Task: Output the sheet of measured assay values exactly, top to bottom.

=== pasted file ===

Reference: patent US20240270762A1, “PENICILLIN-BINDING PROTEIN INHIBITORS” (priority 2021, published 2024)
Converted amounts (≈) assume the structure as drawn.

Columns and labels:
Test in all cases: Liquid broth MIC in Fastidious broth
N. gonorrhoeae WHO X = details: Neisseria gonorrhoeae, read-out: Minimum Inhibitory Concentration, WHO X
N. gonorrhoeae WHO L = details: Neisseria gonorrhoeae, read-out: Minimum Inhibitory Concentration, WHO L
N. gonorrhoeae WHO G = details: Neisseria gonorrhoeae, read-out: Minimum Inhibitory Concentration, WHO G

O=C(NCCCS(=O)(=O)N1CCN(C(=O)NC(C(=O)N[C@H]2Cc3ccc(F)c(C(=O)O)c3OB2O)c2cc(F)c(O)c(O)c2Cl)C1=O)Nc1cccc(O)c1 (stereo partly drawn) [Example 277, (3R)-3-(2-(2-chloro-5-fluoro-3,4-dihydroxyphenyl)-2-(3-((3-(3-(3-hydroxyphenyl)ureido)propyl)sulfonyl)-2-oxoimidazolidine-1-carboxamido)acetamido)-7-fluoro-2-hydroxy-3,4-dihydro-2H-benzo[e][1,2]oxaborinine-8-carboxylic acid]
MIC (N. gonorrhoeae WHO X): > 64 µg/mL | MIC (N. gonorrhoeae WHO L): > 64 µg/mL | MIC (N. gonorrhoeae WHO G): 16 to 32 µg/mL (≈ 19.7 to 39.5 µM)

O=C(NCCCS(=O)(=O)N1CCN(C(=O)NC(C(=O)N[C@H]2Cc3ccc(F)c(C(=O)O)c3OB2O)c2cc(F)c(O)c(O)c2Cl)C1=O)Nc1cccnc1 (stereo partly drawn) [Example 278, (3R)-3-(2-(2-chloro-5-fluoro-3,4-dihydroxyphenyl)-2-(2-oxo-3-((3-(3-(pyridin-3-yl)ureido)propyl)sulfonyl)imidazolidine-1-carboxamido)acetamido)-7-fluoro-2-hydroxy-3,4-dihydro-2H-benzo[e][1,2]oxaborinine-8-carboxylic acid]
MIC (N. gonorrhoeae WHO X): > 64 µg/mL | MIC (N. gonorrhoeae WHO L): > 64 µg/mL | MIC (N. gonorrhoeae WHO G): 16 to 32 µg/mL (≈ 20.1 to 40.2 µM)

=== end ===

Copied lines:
Reference: patent US20240270762A1, “PENICILLIN-BINDING PROTEIN INHIBITORS” (priority 2021, published 2024)
Converted amounts (≈) assume the structure as drawn.

Columns and labels:
Test in all cases: Liquid broth MIC in Fastidious broth
N. gonorrhoeae WHO X = details: Neisseria gonorrhoeae, read-out: Minimum Inhibitory Concentration, WHO X
N. gonorrhoeae WHO L = details: Neisseria gonorrhoeae, read-out: Minimum Inhibitory Concentration, WHO L
N. gonorrhoeae WHO G = details: Neisseria gonorrhoeae, read-out: Minimum Inhibitory Concentration, WHO G

O=C(NCCCS(=O)(=O)N1CCN(C(=O)NC(C(=O)N[C@H]2Cc3ccc(F)c(C(=O)O)c3OB2O)c2cc(F)c(O)c(O)c2Cl)C1=O)Nc1cccc(O)c1 (stereo partly drawn) [Example 277, (3R)-3-(2-(2-chloro-5-fluoro-3,4-dihydroxyphenyl)-2-(3-((3-(3-(3-hydroxyphenyl)ureido)propyl)sulfonyl)-2-oxoimidazolidine-1-carboxamido)acetamido)-7-fluoro-2-hydroxy-3,4-dihydro-2H-benzo[e][1,2]oxaborinine-8-carboxylic acid]
MIC (N. gonorrhoeae WHO X): > 64 µg/mL | MIC (N. gonorrhoeae WHO L): > 64 µg/mL | MIC (N. gonorrhoeae WHO G): 16 to 32 µg/mL (≈ 19.7 to 39.5 µM)

O=C(NCCCS(=O)(=O)N1CCN(C(=O)NC(C(=O)N[C@H]2Cc3ccc(F)c(C(=O)O)c3OB2O)c2cc(F)c(O)c(O)c2Cl)C1=O)Nc1cccnc1 (stereo partly drawn) [Example 278, (3R)-3-(2-(2-chloro-5-fluoro-3,4-dihydroxyphenyl)-2-(2-oxo-3-((3-(3-(pyridin-3-yl)ureido)propyl)sulfonyl)imidazolidine-1-carboxamido)acetamido)-7-fluoro-2-hydroxy-3,4-dihydro-2H-benzo[e][1,2]oxaborinine-8-carboxylic acid]
MIC (N. gonorrhoeae WHO X): > 64 µg/mL | MIC (N. gonorrhoeae WHO L): > 64 µg/mL | MIC (N. gonorrhoeae WHO G): 16 to 32 µg/mL (≈ 20.1 to 40.2 µM)